White House: Suspect Won't Be Treated as Enemy Combatant

Your News Companion by Ben Mathis-Lilley
April 22 2013 1:27 PM

White House: Dzhokhar Tsarnaev Won't Be Treated as Enemy Combatant

Screen shot 2013-04-19 at 5.05.25 AM
Dzhokhar Tsarnaev won't be treated as an enemy combatant, the White House announced Monday

Photo courtesy of the FBI

Well that settles it, via CNN:

Josh Voorhees Josh Voorhees

Josh Voorhees is a Slate senior writer. He lives in Iowa City. 

The surviving suspect in last week's Boston Marathon bombings, Dzhokhar Tsarnaev, "will not be treated as an enemy combatant," but rather will be prosecuted "through our civilian system of justice," White House spokesman Jay Carney told reporters Monday afternoon. "Under U.S. law, United States citizens cannot be tried in military commissions," he said.
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Sen. Lindsey Graham and other GOP lawmakers had made it known that they wanted the suspect to be questioned as an enemy combatant, a classification that would have denied him the right to have a lawyer present while being questioned, along with other protections of the U.S. criminal justice system. The New York Times on Sunday offered a refresher on where the Obama administration has come down on the issue in the past:

The Obama administration has said it thinks terrorism suspects arrested inside the United States should be handled exclusively in the criminal justice system. It has indicated no intention to do otherwise in Mr. Tsarnaev’s case, but the issue is taking on political currency, underscoring a major divide on national security legal policy.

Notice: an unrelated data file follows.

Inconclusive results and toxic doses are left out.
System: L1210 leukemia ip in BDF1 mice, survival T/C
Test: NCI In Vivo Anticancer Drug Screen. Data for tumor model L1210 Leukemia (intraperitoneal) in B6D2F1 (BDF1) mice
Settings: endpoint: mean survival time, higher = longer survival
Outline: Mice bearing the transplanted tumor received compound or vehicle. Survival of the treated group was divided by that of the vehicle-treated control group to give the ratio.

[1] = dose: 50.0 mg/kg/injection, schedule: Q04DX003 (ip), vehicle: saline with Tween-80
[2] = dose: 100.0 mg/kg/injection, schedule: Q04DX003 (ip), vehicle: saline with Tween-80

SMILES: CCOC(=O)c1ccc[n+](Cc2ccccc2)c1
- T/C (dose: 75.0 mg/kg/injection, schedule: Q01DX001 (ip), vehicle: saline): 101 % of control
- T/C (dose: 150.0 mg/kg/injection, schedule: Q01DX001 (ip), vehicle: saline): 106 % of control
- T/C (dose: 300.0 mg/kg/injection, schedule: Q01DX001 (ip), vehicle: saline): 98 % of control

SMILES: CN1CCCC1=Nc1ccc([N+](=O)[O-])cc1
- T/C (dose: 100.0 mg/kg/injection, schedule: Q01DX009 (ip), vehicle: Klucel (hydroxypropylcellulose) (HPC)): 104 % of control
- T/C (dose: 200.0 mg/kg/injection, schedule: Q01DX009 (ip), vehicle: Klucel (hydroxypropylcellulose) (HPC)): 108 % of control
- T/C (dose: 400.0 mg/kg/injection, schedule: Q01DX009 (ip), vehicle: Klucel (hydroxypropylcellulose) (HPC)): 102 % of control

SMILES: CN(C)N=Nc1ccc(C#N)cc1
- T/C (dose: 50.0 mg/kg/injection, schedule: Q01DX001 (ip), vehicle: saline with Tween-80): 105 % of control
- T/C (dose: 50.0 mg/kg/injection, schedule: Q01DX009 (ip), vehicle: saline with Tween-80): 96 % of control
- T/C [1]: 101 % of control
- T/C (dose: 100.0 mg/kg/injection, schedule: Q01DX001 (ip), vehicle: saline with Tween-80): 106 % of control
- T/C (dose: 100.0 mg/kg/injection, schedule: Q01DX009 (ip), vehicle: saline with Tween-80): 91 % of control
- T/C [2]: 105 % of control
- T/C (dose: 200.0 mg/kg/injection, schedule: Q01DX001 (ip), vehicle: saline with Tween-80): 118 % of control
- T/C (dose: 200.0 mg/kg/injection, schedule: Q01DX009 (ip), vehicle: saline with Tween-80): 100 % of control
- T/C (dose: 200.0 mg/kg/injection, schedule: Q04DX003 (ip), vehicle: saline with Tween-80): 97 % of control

Dzhokhar Tsarnaev, a naturalized citizen, is currently in serious condition at a Boston-area hospital, where he is under close guard and reportedly communicating to some degree with police. Assuming those reports are true, we still don't know what exactly he may or may not be saying/writing/nodding. "There have been widely published reports that he is (communicating silently). I wouldn't dispute that, but I don't have any specific information on that myself," Boston Police Commissioner Ed Davis told CNN. "We're very anxious to talk to him and the investigators will be doing that as soon as possible."

Federal authorities officially charged Tsarnaev today, although the complaint has been sealed. He will be tried in civilian court, according to the White House.

UPDATE 1:51 p.m.: The Justice Department unsealed the complaint this afternoon. The big takeaway: He's being charged with using a WMD and could face the death penalty.

***Follow @JoshVoorhees and the rest of the @slatest team on Twitter, and read more on Slate about the Boston Marathon bombing.***